Atlas Shrugged Chapter 25: Their Brothers’ Keepers

Being sick much of last week, I muddled slowly through the first part of this chapter, and then in a sudden urge to finish this by the end of the month, I surged forward. As a result, I’m currently halfway through the behemoth 27th chapter. As such, many of my impressions of chapters 25 and 26 are somewhat tainted by the later information.

Chapter summary: This is the tale of four broken copper wires over the span of a month and a half, and the ensuing domino effect now that copper is in such short supply. The first wire, in California, interrupts a communication line. Jim lets it slip to Dagny that he’s about to control d’Aconia Copper, only shortly before it turns out that d’Aconia Copper has been mysteriously destroyed. The second one, in Montana, interrupts emergency copper mining efforts. The third one, in Minnesota, interrupts the wheat harvest from being delivered. The fourth one, in New York, brings down Taggert Terminal itself. In each case, an increasingly desperate Dagny fights to solve the problem while the usual antagonists get in her way. In New York, while addressing the workers to tell them her plan of getting them to line the rail sidings with lanterns to act as human signal lights, she spots John in the crowd. They have a brief encounter in private, during which she confirms that she’s still not quite ready to give up, and he tells her how to contact him when she is.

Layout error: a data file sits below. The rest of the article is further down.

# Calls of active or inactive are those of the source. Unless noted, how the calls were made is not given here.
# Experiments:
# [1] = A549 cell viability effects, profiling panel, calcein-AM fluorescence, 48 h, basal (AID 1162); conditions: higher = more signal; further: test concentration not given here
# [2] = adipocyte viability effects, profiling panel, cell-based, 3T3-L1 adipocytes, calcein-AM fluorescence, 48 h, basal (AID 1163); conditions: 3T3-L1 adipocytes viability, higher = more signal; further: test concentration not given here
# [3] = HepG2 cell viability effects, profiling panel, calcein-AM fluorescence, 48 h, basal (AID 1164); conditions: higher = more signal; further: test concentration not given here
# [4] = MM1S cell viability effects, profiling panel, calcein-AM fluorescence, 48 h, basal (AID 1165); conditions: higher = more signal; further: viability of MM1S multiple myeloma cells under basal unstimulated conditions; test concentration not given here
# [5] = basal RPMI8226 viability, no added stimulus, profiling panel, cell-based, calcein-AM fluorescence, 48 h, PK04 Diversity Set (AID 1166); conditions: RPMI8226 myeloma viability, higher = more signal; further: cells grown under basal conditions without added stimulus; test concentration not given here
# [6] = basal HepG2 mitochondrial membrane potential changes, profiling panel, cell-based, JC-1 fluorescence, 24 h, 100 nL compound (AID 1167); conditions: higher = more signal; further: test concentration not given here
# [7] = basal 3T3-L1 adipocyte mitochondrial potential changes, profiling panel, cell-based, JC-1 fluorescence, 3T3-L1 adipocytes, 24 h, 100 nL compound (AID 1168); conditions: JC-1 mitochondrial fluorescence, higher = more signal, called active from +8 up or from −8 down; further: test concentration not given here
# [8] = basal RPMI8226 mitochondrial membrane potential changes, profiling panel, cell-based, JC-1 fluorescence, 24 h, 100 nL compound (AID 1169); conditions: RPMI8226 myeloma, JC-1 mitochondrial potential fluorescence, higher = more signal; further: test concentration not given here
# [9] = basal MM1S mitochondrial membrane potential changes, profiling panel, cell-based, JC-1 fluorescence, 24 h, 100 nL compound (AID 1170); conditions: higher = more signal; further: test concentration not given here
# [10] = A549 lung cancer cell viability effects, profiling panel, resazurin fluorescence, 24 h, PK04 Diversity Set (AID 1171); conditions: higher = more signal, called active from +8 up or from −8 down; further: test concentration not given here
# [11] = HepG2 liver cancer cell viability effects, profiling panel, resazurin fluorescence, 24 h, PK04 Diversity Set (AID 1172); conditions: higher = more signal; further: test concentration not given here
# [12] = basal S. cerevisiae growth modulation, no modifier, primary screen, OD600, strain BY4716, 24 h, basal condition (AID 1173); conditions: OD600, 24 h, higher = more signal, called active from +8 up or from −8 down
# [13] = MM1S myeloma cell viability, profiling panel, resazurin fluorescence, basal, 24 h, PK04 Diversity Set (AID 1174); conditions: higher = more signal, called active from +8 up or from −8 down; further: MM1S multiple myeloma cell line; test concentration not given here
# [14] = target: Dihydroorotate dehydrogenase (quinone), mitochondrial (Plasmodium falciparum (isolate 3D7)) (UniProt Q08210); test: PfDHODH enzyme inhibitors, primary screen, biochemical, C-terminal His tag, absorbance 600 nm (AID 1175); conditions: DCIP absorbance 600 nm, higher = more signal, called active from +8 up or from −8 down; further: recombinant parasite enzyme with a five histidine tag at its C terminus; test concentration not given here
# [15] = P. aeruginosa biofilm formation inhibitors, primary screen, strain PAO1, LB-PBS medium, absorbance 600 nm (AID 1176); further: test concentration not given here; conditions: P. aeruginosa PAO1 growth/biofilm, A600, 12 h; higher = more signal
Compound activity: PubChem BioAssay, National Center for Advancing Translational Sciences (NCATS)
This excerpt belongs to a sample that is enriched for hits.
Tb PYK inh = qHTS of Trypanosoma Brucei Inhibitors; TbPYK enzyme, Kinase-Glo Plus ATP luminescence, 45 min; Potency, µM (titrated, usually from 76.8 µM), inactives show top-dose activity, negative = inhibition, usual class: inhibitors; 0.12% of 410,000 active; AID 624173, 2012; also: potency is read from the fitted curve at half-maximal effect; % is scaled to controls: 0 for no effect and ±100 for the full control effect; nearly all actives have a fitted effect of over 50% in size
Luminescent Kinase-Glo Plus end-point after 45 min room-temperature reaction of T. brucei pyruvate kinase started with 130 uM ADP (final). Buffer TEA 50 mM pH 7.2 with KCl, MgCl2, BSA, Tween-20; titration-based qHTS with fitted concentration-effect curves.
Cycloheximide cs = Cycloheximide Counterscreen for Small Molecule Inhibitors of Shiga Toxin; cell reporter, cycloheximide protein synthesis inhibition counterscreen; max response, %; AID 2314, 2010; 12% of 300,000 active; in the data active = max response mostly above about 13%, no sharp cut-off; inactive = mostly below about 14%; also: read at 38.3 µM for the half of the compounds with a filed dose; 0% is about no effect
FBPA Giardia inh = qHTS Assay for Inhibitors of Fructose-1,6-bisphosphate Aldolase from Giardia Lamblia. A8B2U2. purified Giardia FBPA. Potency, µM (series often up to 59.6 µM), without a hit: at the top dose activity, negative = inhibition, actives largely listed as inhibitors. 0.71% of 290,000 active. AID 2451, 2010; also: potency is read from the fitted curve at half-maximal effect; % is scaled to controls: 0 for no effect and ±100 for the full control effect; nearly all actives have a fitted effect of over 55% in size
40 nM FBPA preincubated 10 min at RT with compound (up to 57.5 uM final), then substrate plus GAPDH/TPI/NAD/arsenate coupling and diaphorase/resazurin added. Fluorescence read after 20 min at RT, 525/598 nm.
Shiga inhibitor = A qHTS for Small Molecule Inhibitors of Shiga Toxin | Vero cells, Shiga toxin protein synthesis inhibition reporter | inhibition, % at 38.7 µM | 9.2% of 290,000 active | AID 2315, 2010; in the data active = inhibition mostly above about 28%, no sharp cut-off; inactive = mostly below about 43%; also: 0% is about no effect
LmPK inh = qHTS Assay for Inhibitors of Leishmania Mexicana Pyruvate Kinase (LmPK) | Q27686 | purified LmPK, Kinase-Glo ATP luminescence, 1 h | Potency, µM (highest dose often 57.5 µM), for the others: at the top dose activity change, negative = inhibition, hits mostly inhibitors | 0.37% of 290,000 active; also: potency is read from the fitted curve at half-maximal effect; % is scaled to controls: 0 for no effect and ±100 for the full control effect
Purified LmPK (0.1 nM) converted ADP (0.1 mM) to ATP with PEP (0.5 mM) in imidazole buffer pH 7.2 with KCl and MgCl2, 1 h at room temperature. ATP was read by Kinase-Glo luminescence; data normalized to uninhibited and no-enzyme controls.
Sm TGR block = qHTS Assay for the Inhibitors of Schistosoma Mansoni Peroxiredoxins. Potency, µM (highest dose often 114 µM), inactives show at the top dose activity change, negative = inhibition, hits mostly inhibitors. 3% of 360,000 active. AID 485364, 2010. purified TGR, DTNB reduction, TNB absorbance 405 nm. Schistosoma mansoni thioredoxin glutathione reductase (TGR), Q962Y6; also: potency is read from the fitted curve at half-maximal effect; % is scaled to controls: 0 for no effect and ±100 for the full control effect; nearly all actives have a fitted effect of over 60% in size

Philosophically, there’s nothing new in this chapter. At this point, Rand has reiterated the points enough that there’s little new left to say (except Galt’s own summation in chapter 27).

Narratively, much of this chapter was interesting, although there were some terrible spots. Rand outdoes her earlier journalistic hamfistedness with the radio news report on d’Aconia copper being destroyed, and when Philip confronts Hank for a job, both of them appear to have forgotten that he had already done so, and been turned down, in pretty much the same conversation several hundred pages previously.

For the sake of the book overall, this was a necessary chapter, but I felt it went on for too long.

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